(William Frair)

Navigator F/O Ken Frair

With regard to the capture of the crew, the following have been told to the author by witnesses:

A flyer landed in parachute at Lysabild skov / Skovby mark and hid the chute in a nearby wood. Early in the morning he came to the front door of a house owned by the Schröder family, who were very German minded. The Flyer saw a picture of Hitler on the wall and left in a hurry. He walked over to Lysabild and knocked on the door of the house owned by Adele Hansen who directed him towards a house used by the Border Gendarme Willy Solager only about 50 metres away. Only the wife and son of the Gendarme was in the house at the time. In the meantime Marie Schröder had gone over to the German school and called the German barracks at Kegnæs and had informed the Germans about the presence of the flyer. He was captured by the Germans.

Christen Thomsen was working in the Tandsholm forest with Peter Pedersen at 08:30 hours in the morning when a flyer came walking. He was wearing a leather jacket and addressed them in English, to no avail. He then tried a little German of which they understood a little. They asked him to sit down, and shortly after the man they worked for came around. It was farmer and Parish Executive Officer Jens Jørgensen of Tandsgårde.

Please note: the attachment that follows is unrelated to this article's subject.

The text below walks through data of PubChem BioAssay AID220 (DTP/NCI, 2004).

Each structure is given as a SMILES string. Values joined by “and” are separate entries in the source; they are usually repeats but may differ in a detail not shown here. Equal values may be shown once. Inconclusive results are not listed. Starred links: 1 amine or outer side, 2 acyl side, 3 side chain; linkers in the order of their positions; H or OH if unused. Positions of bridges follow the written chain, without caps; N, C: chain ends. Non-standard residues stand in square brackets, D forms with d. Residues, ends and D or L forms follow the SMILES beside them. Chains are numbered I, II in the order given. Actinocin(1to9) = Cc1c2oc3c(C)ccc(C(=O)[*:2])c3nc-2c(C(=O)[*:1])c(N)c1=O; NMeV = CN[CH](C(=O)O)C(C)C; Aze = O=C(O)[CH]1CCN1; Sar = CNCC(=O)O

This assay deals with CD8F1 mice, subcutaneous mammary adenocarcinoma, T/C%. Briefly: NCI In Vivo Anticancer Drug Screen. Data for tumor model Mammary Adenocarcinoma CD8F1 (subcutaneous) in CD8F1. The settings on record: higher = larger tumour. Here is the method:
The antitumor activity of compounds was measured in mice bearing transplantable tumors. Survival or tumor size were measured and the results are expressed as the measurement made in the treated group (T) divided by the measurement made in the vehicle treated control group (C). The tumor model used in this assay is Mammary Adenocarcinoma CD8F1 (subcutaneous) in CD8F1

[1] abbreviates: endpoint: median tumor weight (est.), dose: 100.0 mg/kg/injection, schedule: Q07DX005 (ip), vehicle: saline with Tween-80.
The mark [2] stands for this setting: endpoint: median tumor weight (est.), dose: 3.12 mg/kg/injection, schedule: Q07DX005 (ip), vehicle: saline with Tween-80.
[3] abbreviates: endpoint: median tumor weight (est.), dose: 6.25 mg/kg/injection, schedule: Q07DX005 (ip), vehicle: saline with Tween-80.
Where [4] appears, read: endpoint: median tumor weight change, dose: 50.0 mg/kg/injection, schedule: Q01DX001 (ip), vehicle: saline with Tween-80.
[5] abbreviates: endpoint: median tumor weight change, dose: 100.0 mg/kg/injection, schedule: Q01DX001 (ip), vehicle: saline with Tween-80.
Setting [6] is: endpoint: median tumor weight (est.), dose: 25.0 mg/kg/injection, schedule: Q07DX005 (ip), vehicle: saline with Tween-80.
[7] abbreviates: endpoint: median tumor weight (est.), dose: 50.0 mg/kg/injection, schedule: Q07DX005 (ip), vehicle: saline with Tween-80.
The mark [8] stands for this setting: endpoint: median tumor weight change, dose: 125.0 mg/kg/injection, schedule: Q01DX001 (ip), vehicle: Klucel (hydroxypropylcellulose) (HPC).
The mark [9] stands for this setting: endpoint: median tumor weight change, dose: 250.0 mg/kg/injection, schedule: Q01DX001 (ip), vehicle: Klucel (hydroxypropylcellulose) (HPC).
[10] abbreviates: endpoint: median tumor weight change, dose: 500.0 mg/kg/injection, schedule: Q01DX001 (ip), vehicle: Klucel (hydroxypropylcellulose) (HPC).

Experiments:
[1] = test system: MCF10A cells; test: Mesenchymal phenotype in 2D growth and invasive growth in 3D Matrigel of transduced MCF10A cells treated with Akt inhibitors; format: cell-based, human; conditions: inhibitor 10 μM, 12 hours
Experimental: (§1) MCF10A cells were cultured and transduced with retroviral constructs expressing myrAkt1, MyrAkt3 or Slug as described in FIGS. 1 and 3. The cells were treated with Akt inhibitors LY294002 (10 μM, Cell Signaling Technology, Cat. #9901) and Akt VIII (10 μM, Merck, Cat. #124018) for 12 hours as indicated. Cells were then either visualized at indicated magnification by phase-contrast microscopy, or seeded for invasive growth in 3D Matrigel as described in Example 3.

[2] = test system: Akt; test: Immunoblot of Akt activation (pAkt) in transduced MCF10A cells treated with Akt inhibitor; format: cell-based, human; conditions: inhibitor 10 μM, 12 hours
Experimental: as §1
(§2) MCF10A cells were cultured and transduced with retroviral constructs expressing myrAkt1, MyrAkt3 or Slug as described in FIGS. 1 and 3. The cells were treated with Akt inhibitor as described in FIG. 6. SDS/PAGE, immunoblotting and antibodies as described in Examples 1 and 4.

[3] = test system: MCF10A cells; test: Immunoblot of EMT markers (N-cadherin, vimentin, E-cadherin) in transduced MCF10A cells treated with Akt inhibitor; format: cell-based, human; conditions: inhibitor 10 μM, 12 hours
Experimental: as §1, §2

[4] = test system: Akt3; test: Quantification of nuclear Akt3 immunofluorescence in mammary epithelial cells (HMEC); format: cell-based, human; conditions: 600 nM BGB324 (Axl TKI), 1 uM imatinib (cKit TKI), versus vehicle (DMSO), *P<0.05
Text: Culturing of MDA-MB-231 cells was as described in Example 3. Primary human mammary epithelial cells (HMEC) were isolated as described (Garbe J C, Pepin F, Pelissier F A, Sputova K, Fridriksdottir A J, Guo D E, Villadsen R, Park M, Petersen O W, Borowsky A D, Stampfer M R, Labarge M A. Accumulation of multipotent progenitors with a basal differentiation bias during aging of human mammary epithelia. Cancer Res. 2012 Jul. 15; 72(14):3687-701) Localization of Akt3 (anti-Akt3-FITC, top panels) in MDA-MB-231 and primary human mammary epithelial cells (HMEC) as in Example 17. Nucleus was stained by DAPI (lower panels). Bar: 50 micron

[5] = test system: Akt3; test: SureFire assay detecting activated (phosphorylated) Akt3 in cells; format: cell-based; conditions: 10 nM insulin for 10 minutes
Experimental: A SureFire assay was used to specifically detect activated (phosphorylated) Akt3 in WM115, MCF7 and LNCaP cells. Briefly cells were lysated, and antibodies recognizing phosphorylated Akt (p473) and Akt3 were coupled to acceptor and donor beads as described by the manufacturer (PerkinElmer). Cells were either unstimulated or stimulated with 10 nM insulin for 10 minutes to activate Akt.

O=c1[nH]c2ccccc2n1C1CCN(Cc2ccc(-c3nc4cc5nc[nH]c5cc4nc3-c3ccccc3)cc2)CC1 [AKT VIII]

He spoke with the flyer and told Christen to follow the flyers foot prints in the snow to see where he had been. Christen followed the footprints back to the farm called “Domæne”. The flyer had spent some time standing in the “Domæne” fruit plantation before he had heard Christen and Peter in the forest.

They all went back to Jørgensen`s farm where they had pancakes for lunch. Every Saturday they had pancakes for lunch. Parish Executive Officer Jens Jørgensen called Mie Matthisen who owned “Domæne” (Her husband had been arrested by the Germans and sent to the KZ camp Neungamme) and was told that the flyer had been found in the barn at 05:00 hours by the herdsmans wife. The herdsman who was known to be very German minded had spoken to the flyer, and due to that Mie had been afraid to house the flyer and had sent him to the forest. Because of this, Jørgensen was afraid to house the flyer and called the German barracks in Sønderborg. The flyer was picked up by two soldiers.

On a winter evening a flyer knocked on the door of the house owned by Lars Nielsen, Kettingskov. The flyer`s leg was covered by clay. On the chest of his jacket it appeared as if a wing had been torn off. He pointed at his mouth indicating that he was hungry and was asked in and given food. The flyer had a bundle of foreign currency in one pocket. He was wearing a flyers helmet which he placed on the head of the son Erik. He was told that he could sleep in the guest room but preferred to sleep in the barn. The next morning he had left.

Sources : BCL, LBUK, JJ, Sulek, Milner, Christen Christensen, Christen Thomsen, Schröder flugbuch, Questionnaire for returned aircrew


Minelaying on the night of January 12/13 1945

Halifax MZ805 crashed in the sea east of the island of Langeland 12/1 1945

Halifax III NP947 crashed in Flensburg Fjord 12/1-1945

Halifax III NA201 attacked west of the city of Aabenraa 12/1 1945

Halifax III MZ812 crashed in the North Sea west of the island of Rømø 12/1 1945

Halifax III RG346 “attacked” west of the island of Rømø 12/1 1945

Halifax III NR173 crashed in the sea east of the island of Als 12/1 1945